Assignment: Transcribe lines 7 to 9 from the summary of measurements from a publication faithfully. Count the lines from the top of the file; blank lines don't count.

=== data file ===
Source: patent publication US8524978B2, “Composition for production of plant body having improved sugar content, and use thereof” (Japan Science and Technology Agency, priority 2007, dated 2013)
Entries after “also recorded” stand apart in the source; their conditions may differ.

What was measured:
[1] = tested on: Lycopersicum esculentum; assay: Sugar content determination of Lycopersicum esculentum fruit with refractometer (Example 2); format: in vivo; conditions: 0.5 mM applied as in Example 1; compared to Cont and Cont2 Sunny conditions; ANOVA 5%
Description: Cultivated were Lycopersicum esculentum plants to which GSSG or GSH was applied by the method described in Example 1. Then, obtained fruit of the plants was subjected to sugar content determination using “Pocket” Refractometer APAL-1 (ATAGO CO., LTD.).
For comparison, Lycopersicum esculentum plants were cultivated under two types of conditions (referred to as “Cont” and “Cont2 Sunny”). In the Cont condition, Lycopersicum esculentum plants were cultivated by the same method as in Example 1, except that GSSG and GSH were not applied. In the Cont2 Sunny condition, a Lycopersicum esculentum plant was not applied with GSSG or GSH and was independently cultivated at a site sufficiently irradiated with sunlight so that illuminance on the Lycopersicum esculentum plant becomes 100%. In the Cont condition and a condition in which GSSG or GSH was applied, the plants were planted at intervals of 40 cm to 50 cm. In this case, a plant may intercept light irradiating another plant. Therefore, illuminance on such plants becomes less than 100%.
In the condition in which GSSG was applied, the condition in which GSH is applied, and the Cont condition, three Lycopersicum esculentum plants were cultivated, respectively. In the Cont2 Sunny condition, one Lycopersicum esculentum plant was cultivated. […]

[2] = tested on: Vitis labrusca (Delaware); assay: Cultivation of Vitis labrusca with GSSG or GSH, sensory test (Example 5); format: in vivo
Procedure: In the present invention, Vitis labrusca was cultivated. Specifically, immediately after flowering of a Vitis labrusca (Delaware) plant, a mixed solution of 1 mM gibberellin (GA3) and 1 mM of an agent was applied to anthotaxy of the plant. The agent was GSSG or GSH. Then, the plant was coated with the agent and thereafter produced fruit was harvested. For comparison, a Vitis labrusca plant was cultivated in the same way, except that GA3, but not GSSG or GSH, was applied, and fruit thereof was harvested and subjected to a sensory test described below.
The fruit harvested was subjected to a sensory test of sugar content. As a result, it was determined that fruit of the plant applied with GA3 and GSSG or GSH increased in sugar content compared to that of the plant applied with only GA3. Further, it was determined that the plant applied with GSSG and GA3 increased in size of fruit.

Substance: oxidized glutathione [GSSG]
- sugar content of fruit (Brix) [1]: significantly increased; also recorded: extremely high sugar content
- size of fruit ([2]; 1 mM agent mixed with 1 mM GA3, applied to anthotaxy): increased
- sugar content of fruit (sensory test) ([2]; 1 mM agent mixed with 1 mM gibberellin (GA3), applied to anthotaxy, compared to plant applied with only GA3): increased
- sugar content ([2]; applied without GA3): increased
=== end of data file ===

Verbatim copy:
In the condition in which GSSG was applied, the condition in which GSH is applied, and the Cont condition, three Lycopersicum esculentum plants were cultivated, respectively. In the Cont2 Sunny condition, one Lycopersicum esculentum plant was cultivated. […]

[2] = tested on: Vitis labrusca (Delaware); assay: Cultivation of Vitis labrusca with GSSG or GSH, sensory test (Example 5); format: in vivo
Procedure: In the present invention, Vitis labrusca was cultivated. Specifically, immediately after flowering of a Vitis labrusca (Delaware) plant, a mixed solution of 1 mM gibberellin (GA3) and 1 mM of an agent was applied to anthotaxy of the plant. The agent was GSSG or GSH. Then, the plant was coated with the agent and thereafter produced fruit was harvested. For comparison, a Vitis labrusca plant was cultivated in the same way, except that GA3, but not GSSG or GSH, was applied, and fruit thereof was harvested and subjected to a sensory test described below.